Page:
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Wednesday, October 3, 2012

Our Time is Coming

Many of my generation (No, I won't tell you my age.  (I have the body of a twenty year-old, however.  (I have her locked in the basement, ha-ha.  (Just kidding I would never do a thing like that.  (Lord, I've got a real case of parenthesarrhea  going on here.))))

Let me start over.

Many of my generation are dealing with parents in physical and even mental decline.  We discuss their "situations" behind their backs; what state they're in, whether they're still competent or whatever.  We test them in little ways, pretending to be casual, "How's your knee, Dad?"  "What day of the week is it, Mother, who is the president of the United States?"  "Have you taken your medicine today?"  "What's that smell?"

If this is not enough, we make insinuating suggestions, "Do you think it's still a good idea to be driving?"  "Have you considered selling this joint and moving into a nice facility with people of your own age where your meals are provided for you and you'll finally have time to read all these fascinating National Geographics you've been hoarding for thirty years?" "Aren't you tired of administering that pesky old multi-million dollar stock portfolio?  Wouldn't it be easier and nicer just to sign a power of attorney and get it off your hands?"

We are miffed and resentful when these helpful suggestions are rebuffed, but let's admit there's a little speck of retaliatory motivation in play here.  For the first years of our lives these people took care of us in every way, a fact which they were not shy about holding over our heads and lording over us about.  "You'll always be my little boy," they tell us when we are fifty years old and wear bifocals.  They keep humiliating pictures - and show them - when we stood naked on the coffee table, holding a well-chewed teddy bear in one hand and the tail of the long-suffering beagle in the other.  We smile and laugh, of course, but deep down we are rankled, rankled in no small way, and now, as they enter their golden years, we find the tables unexpectedly turned.  It is as if the turkeys, after generations of dread and trembling, discovered a new holiday in which the traditional meal was pilgrim.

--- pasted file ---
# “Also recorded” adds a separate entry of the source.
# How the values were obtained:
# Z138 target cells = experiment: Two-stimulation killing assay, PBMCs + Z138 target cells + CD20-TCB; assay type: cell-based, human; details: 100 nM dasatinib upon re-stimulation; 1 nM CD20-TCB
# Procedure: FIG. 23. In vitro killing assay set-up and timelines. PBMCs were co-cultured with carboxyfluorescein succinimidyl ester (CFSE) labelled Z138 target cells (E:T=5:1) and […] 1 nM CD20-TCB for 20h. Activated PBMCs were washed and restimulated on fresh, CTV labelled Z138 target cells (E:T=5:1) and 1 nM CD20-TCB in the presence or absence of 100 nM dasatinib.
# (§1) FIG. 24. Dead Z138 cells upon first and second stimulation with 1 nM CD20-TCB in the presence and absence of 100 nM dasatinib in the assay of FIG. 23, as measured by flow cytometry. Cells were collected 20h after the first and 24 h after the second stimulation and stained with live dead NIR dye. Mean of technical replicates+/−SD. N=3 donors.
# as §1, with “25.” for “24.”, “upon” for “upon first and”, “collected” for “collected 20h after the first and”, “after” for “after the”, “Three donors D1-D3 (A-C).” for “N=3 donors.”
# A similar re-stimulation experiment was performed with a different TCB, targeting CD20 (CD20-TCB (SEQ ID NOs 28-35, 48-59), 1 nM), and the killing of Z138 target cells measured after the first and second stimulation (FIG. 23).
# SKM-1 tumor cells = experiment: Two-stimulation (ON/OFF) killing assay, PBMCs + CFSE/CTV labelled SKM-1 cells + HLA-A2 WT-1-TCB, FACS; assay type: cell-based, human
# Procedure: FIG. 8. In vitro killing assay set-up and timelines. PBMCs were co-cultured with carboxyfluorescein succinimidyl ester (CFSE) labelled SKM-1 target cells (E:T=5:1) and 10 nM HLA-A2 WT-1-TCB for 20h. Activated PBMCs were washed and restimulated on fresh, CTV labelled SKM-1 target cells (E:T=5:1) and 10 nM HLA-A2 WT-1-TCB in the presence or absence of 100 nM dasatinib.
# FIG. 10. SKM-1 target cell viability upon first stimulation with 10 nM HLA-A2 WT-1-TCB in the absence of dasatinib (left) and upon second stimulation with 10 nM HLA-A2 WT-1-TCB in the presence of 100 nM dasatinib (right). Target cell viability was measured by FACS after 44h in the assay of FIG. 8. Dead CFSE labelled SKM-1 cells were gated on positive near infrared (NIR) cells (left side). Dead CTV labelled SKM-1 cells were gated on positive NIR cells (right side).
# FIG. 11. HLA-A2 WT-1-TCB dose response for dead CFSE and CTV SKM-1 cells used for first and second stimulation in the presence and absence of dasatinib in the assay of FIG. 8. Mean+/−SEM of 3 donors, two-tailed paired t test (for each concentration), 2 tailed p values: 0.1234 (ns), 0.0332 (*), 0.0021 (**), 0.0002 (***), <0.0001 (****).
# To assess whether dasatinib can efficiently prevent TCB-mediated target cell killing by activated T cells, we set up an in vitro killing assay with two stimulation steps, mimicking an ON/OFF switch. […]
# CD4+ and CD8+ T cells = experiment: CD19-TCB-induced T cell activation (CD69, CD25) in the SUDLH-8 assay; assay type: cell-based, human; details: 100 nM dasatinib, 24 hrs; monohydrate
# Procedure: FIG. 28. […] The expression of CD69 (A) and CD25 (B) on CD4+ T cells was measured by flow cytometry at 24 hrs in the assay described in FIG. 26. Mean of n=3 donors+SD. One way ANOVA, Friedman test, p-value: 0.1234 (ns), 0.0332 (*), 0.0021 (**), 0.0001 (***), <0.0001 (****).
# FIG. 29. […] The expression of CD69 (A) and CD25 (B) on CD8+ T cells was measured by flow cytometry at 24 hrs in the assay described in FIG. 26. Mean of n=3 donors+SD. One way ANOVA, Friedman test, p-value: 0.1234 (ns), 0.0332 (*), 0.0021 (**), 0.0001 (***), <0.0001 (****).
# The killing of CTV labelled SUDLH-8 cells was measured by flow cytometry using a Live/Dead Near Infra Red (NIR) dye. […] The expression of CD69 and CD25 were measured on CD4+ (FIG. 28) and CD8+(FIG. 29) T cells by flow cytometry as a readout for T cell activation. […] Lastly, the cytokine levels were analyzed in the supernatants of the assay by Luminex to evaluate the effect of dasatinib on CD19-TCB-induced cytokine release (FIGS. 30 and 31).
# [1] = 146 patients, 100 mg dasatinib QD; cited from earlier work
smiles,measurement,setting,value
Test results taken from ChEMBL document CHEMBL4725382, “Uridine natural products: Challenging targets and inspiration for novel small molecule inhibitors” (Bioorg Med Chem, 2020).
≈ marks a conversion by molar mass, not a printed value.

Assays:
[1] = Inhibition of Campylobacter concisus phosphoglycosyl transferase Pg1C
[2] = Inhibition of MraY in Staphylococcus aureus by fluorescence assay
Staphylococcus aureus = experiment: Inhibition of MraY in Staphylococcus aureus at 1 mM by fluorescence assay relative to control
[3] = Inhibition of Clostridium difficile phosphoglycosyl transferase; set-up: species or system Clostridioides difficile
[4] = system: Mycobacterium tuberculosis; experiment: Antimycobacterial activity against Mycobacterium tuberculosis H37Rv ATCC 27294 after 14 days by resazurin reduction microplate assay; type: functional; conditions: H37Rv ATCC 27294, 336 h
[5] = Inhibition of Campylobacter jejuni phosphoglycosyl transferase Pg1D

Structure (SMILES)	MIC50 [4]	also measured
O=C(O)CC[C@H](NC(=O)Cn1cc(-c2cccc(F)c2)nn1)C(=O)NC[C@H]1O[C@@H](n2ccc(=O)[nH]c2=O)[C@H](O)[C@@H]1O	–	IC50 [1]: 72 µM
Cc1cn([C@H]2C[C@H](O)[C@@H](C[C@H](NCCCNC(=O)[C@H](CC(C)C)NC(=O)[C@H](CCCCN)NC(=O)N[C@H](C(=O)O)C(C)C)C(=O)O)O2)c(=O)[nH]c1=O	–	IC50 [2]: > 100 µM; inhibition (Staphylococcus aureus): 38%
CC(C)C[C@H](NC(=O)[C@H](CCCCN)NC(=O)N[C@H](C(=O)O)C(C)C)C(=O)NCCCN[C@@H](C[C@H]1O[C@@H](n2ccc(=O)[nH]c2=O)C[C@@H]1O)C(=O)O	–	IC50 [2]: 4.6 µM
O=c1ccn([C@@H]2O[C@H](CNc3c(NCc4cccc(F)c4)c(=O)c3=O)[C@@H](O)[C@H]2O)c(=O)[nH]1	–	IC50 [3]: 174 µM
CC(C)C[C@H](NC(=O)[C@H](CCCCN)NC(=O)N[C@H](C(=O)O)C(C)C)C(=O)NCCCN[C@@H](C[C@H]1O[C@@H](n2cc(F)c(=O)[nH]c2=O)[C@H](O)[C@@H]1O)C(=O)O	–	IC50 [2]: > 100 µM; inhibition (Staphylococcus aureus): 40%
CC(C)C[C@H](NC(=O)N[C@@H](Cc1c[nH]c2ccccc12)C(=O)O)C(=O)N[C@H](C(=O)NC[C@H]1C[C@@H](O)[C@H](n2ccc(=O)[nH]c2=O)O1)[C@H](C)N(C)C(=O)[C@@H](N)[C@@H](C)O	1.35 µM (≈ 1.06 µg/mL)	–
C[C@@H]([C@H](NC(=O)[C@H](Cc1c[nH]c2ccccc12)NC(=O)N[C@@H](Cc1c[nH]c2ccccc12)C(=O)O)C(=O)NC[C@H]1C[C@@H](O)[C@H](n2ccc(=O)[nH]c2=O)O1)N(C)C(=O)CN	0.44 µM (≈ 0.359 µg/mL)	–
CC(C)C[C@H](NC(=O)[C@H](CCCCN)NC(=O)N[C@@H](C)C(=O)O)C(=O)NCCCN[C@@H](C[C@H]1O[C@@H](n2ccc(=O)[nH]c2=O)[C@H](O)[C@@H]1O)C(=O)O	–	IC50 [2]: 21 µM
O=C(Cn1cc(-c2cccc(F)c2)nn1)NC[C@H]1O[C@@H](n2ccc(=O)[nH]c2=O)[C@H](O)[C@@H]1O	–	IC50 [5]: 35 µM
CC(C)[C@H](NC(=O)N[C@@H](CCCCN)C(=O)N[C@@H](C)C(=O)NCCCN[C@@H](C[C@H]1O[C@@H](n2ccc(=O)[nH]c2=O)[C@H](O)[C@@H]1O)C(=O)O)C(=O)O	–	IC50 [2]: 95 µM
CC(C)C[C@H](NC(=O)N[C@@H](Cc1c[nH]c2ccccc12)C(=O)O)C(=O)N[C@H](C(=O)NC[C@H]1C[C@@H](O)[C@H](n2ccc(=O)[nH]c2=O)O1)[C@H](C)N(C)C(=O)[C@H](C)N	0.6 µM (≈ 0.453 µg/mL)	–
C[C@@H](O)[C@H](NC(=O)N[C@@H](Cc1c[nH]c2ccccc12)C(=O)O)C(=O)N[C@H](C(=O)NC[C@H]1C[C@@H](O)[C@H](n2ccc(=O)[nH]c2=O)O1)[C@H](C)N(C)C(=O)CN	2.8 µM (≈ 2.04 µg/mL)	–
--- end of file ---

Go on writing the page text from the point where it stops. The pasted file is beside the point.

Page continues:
With this in mind, I'm keeping a close and watchful eye on my daughters, because I know one day it will be their turn.  I've already spotted them making certain predatory glances when my guard slips.  To make matters worse, even when I'm at the top of my game, I'm not someone you'd want to trust with anything sharper than round-nosed scissors.  I sometimes say "pork chops" when I mean "chop sticks."  I carry a Smartphone which I never answer keep charged, or use, and which serves no apparent purpose other than a counter-weight my wallet.  To say I lose my car keys frequently would understate the situation by a wide margin; the best I can claim is that I often find them.

I love my daughters, of course.  I adore them as if they were my very own children, but there is a broad and spacious distance between loving someone and trusting them.  I love my dog, but I wouldn't put a rib-eye on the floor for her to look after while I left the house.

Accordingly, I've started dropping little comments to let them know Daddy's not ready for the glue factory just yet.  "Just yesterday," I'll say casually, "I drove the car all the way to the Kroger and back.  Not a scratch," or "Today is Tuesday, October 3rd, and the President of the United States is Barrack Obama.  Did you know that?" or "The ol' bladder is in tip-top shape, yes sir.  Just this morning I was peeing like a race horse.  Of course, I only pee when I want to.  No control issues here.  I don't want you to go thinking I've got a colander for a urethra."

Oddly, these comments, rather than diminishing the predatory gleam, make it shine only the more brightly.

I'm worried.

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